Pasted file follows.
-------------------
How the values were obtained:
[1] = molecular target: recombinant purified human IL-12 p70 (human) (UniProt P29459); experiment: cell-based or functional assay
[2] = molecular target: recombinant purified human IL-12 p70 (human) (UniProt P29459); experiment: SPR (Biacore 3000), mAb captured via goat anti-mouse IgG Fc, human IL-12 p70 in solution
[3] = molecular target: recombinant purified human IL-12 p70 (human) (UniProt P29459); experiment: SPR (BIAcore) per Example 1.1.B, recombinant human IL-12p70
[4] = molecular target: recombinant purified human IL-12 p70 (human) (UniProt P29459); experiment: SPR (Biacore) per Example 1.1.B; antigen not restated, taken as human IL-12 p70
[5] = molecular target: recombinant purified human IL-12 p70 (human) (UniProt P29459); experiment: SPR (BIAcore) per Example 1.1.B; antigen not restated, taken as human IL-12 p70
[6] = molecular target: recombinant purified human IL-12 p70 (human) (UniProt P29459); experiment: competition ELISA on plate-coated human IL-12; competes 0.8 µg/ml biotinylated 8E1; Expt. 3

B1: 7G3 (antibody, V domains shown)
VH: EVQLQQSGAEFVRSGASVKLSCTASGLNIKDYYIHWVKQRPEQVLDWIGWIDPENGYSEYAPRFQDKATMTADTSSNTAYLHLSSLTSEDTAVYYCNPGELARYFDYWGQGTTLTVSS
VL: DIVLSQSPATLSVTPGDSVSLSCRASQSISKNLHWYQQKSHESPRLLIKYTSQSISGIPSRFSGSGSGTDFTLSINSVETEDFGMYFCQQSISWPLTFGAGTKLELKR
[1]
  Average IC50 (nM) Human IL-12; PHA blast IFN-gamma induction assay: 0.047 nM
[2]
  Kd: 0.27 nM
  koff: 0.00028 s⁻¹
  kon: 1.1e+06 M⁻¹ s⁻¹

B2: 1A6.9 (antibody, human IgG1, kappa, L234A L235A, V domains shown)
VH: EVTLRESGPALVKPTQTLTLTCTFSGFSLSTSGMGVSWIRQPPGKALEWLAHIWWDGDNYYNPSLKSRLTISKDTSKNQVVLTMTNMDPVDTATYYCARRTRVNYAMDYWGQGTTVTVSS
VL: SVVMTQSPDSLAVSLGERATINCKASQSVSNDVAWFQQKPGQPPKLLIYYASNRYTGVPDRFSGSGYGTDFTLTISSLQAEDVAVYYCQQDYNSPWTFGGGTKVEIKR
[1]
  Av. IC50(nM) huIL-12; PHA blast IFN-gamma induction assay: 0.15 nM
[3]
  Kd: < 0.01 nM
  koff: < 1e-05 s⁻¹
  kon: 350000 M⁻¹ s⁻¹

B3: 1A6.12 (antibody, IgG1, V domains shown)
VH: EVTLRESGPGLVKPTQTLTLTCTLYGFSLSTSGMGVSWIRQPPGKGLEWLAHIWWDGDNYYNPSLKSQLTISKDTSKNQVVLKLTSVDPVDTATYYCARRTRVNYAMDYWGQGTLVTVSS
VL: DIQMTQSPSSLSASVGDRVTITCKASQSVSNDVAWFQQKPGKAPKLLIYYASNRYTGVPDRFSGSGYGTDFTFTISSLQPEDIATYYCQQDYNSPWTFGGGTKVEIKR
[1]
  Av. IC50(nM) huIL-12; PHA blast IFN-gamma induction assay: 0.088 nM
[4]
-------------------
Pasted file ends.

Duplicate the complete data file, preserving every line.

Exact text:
How the values were obtained:
[1] = molecular target: recombinant purified human IL-12 p70 (human) (UniProt P29459); experiment: cell-based or functional assay
[2] = molecular target: recombinant purified human IL-12 p70 (human) (UniProt P29459); experiment: SPR (Biacore 3000), mAb captured via goat anti-mouse IgG Fc, human IL-12 p70 in solution
[3] = molecular target: recombinant purified human IL-12 p70 (human) (UniProt P29459); experiment: SPR (BIAcore) per Example 1.1.B, recombinant human IL-12p70
[4] = molecular target: recombinant purified human IL-12 p70 (human) (UniProt P29459); experiment: SPR (Biacore) per Example 1.1.B; antigen not restated, taken as human IL-12 p70
[5] = molecular target: recombinant purified human IL-12 p70 (human) (UniProt P29459); experiment: SPR (BIAcore) per Example 1.1.B; antigen not restated, taken as human IL-12 p70
[6] = molecular target: recombinant purified human IL-12 p70 (human) (UniProt P29459); experiment: competition ELISA on plate-coated human IL-12; competes 0.8 µg/ml biotinylated 8E1; Expt. 3

B1: 7G3 (antibody, V domains shown)
VH: EVQLQQSGAEFVRSGASVKLSCTASGLNIKDYYIHWVKQRPEQVLDWIGWIDPENGYSEYAPRFQDKATMTADTSSNTAYLHLSSLTSEDTAVYYCNPGELARYFDYWGQGTTLTVSS
VL: DIVLSQSPATLSVTPGDSVSLSCRASQSISKNLHWYQQKSHESPRLLIKYTSQSISGIPSRFSGSGSGTDFTLSINSVETEDFGMYFCQQSISWPLTFGAGTKLELKR
[1]
  Average IC50 (nM) Human IL-12; PHA blast IFN-gamma induction assay: 0.047 nM
[2]
  Kd: 0.27 nM
  koff: 0.00028 s⁻¹
  kon: 1.1e+06 M⁻¹ s⁻¹

B2: 1A6.9 (antibody, human IgG1, kappa, L234A L235A, V domains shown)
VH: EVTLRESGPALVKPTQTLTLTCTFSGFSLSTSGMGVSWIRQPPGKALEWLAHIWWDGDNYYNPSLKSRLTISKDTSKNQVVLTMTNMDPVDTATYYCARRTRVNYAMDYWGQGTTVTVSS
VL: SVVMTQSPDSLAVSLGERATINCKASQSVSNDVAWFQQKPGQPPKLLIYYASNRYTGVPDRFSGSGYGTDFTLTISSLQAEDVAVYYCQQDYNSPWTFGGGTKVEIKR
[1]
  Av. IC50(nM) huIL-12; PHA blast IFN-gamma induction assay: 0.15 nM
[3]
  Kd: < 0.01 nM
  koff: < 1e-05 s⁻¹
  kon: 350000 M⁻¹ s⁻¹

B3: 1A6.12 (antibody, IgG1, V domains shown)
VH: EVTLRESGPGLVKPTQTLTLTCTLYGFSLSTSGMGVSWIRQPPGKGLEWLAHIWWDGDNYYNPSLKSQLTISKDTSKNQVVLKLTSVDPVDTATYYCARRTRVNYAMDYWGQGTLVTVSS
VL: DIQMTQSPSSLSASVGDRVTITCKASQSVSNDVAWFQQKPGKAPKLLIYYASNRYTGVPDRFSGSGYGTDFTFTISSLQPEDIATYYCQQDYNSPWTFGGGTKVEIKR
[1]
  Av. IC50(nM) huIL-12; PHA blast IFN-gamma induction assay: 0.088 nM
[4]